Timberline Four Seasons Resort plans to have the Thunderstruck lift re-opened Saturday after last weekend’s incident with help from Partek, Aerial NDT and Ropeway Construction. A new crossarm will be installed to replace the one that fell from tower 12 and the lift will be load tested before it re-opens. “We have assembled a world-class team of manufacturers, engineers, and safety inspectors who have been working diligently since the event took place to assess and repair the lift, with multiple levels of oversight at every step in the process,” the resort said in a statement posted to Facebook.
Sugarloaf temporarily closed its Snubber lift (a 1985 Borvig triple) for inspections Monday after news of the incident at Timberline. Sugarloaf notes it completed Borvig’s recommended reinforcement of towers on affected lifts in the late 1980s, as did Sunday River.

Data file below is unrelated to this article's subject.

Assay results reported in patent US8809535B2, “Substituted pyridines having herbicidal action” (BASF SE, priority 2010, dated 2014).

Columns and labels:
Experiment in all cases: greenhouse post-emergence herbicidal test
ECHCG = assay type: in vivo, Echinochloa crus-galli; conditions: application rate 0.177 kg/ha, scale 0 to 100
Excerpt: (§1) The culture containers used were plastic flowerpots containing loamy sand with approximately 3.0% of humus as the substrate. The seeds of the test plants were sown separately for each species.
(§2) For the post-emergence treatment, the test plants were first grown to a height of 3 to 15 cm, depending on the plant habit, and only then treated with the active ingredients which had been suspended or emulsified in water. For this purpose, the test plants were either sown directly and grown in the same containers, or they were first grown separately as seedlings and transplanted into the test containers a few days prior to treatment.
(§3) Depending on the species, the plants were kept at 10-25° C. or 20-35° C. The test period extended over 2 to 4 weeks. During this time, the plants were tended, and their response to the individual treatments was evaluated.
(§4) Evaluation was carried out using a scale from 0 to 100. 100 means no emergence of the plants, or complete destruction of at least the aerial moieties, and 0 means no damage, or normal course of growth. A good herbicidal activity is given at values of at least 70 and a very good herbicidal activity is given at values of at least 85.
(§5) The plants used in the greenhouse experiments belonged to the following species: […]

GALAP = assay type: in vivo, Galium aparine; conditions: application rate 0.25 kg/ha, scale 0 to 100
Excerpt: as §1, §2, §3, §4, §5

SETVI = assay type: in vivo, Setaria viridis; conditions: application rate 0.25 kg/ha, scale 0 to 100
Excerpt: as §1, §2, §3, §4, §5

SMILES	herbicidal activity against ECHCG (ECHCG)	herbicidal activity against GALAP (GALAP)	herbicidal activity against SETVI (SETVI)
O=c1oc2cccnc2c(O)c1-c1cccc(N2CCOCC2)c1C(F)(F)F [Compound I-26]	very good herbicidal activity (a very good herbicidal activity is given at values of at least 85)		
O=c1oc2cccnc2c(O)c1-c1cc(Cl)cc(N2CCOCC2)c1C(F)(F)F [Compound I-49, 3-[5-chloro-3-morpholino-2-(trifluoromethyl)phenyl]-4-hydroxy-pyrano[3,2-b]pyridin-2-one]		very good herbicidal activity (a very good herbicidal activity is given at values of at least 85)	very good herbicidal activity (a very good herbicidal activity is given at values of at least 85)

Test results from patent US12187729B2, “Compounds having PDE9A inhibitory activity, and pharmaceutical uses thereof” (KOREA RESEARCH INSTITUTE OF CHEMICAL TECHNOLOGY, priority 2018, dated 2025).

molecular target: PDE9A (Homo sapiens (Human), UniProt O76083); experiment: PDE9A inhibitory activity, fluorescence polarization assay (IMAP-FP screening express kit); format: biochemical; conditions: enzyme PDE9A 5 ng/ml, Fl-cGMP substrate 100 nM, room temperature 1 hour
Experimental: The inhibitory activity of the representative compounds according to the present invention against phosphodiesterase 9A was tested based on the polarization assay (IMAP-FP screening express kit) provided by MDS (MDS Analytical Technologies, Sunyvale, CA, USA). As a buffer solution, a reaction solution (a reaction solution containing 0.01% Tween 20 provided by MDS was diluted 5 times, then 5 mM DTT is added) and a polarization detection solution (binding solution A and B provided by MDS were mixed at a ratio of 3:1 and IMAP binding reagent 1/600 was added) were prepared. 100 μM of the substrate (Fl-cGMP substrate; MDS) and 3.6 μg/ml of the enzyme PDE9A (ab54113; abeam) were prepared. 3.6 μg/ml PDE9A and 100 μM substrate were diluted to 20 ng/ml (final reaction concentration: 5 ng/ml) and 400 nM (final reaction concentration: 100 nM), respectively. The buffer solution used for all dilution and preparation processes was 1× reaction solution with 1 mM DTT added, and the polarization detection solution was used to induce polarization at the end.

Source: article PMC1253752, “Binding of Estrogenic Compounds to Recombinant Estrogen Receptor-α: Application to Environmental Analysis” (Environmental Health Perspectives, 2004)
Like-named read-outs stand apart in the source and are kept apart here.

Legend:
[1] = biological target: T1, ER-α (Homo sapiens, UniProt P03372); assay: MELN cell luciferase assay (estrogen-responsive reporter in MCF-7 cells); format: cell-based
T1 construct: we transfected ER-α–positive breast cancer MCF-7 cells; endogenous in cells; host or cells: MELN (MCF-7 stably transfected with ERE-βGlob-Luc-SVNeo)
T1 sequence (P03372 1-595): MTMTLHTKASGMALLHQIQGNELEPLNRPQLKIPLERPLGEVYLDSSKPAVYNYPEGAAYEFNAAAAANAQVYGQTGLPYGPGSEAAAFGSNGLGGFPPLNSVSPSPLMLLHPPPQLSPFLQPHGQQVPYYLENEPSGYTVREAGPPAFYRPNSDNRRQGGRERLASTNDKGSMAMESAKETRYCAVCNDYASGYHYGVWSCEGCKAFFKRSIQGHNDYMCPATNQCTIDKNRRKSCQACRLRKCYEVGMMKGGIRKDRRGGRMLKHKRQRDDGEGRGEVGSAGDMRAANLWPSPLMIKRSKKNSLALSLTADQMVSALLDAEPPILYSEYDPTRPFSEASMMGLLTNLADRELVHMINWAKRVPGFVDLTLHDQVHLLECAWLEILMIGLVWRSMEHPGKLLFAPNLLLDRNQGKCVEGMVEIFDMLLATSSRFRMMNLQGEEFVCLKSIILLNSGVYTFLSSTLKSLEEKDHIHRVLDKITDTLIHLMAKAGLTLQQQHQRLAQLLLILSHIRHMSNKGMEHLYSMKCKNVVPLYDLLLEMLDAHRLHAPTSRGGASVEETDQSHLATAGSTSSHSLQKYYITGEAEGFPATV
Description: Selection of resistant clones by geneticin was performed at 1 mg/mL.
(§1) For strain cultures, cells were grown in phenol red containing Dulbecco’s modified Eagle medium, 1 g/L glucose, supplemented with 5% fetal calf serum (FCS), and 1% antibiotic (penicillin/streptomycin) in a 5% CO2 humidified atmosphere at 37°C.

The State of Vermont ordered the closure of the 2,000 foot double chair at Suicide Six after cracks were found on two of its towers. This lift was manufactured by Borvig in 1975 and has a different tower design than the ones at Timberline with no lifting frame. Because this particular lift provides the only access to the majority of the mountain’s terrain, the resort is closed until the towers can be repaired.
By my count there are 176 Borvig lifts remaining in operation in 26 states and 3 Canadian provinces. The company built 260 lifts from 1962 to 1991.
Added 2/25/2016: Sugarloaf announced today they performed non-destructive testing on the Skidway double’s towers this week in addition to inspecting Snubber. Skidway is a 1988 Borvig double. While the NDT found no problems, Sugarloaf will voluntarily install U-bolts connecting Skidway’s tower tubes and crossarms this week out of an abundance of caution.